What is Exosome? Is this what they call COVID-19?


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Exosome was said to have been discovered in the early 1980’s and it is being considered today by some experts as very important part of our body that can be used in therapies. Currently, a doctor named Andrew Kaufman is claiming that this exosome could be the agent thought to be causing the illness to many patients suspected to be carrying what they call COVID-19. Contrary to the mainstream narrative which rooted from the World Health Organization (WHO) and the Centers for Disease Control and Prevention (CDC), Kaufman believe that this agent is “beneficial” instead of the other way around. To give you more idea, here is what Dr. Andrew Kaufman has said in one of his statements:

I learned something very interesting that there is something that our body makes that under the microscope looks virtually identical to the pictures of what we’ve been told as the virus. And this is called exosome. They are basically little small socks that contain genetic material, exactly the same description that’s given to us of these so called viruses. And what happens is that these exosomes are actually part of our immune system, if you will. They serve a protective role. They’ve been demonstrated in studies to be able to take up toxic materials inside so they could eliminate them from the body so they won’t cause harm and they’ve also been shown to communicate between parts of our body as some kind of a signal to help us fight off some kind of insult or illness.

So when they mixed this lung fluid with the lung cancer cells, lung cancer cells have been clearly demonstrated to secrete this exosome. And so basically by mixing it together and then looking at particles under microscope, well how do you know if you’re not just looking at the exosomes from the lung cancer cells? How do you know it’s something else? There’s no way to know and which is why that purification step is the very critical step.

So there are scientists who have done this purification step with some viruses but the viruses that they’ve done this with are in single-celled organisms like bacteria or amoeba or algae. And so they demonstrated that there’s a clear laboratory procedure and I could even describe it, it’s pretty simple, just using a centrifuge. And they can then separate out those particles and show that they exist. Interestingly, some of the scientists who studied that say that those so called viruses in the lower organisms don’t actually cause disease; that they may actually serve a protective function to those cells. Just like what exosomes do to us.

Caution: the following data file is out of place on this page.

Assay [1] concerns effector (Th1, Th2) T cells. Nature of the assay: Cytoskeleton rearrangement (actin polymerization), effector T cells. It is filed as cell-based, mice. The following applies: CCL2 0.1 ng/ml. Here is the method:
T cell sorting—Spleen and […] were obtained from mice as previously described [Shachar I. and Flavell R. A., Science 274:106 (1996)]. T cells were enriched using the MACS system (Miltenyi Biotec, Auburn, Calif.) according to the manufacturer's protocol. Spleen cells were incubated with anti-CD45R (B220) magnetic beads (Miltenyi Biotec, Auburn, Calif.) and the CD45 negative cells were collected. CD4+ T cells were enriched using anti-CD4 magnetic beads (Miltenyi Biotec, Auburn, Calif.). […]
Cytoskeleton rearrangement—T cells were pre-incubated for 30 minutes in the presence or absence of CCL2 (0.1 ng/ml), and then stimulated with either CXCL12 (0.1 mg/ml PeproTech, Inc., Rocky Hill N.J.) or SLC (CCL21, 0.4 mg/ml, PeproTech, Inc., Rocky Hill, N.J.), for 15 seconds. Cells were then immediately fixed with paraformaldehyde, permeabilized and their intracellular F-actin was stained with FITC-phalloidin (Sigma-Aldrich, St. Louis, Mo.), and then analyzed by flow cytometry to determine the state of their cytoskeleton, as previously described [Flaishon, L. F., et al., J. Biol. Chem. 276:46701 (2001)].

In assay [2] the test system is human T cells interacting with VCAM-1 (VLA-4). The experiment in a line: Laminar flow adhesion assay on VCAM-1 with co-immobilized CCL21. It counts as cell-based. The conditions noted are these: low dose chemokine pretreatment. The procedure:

Meanwhile, let’s hear what other doctors are saying about exosome.

From “What is Exosome Therapy”? By Dr. Chris Centeno

Exosomes are how cells talk to each other. They are also called extracellular vesicles. These exosomes have information in the form of chemicals (cytokines) to snippets of messenger RNA (m-RNA). Put more simply, exosomes are how cells communicate. For example, we can communicate by writing small notes to each other electronically, otherwise known as email. Exosomes are a way for one cell to email another. The message may be how to behave or what’s happening in the local area or it can even be something like a computer virus that hijacks the other cell (mRNA).

All of the cells in your body can email each other through exosomes and this includes stem cells. The excitement behind exosomes and stem cells comes from early research showing that the positive effects of stem cells on tissue repair could also be sometimes replicated if you just used the media in which the cells were growing and got rid of the cells (2). It was believed that this happened through the cytokines (chemical messenger molecules) in the media as well as exosomes. Hence, the idea began that it may be possible to help patients heal without stem cells, but by using only the exosomes that the stem cells produce.

From Dr. Noel R. Williams, the director of Optimal Health Associates:

What is a stem cell? It’s a cell that hasn’t developed into anything yet. So it has potential. And inside of stem cells, as it turns out, there are these little bubbles that do everything. It’s the bubbles the stem cells carry, or also known as exosomes, or the new FDA designation that do all the work. So let’s talk about exosomes.

An exosome is a little bubble that’s 40 to 100 nanometer, really tiny, that contains primordial or early messenger RNA and healing proteins and peptides which are substances like interferon and interleukin which modulate the immune system. Exosomes do things to cells. And there’s this entire concept of cell to cell communication which is really important in where medicines going.

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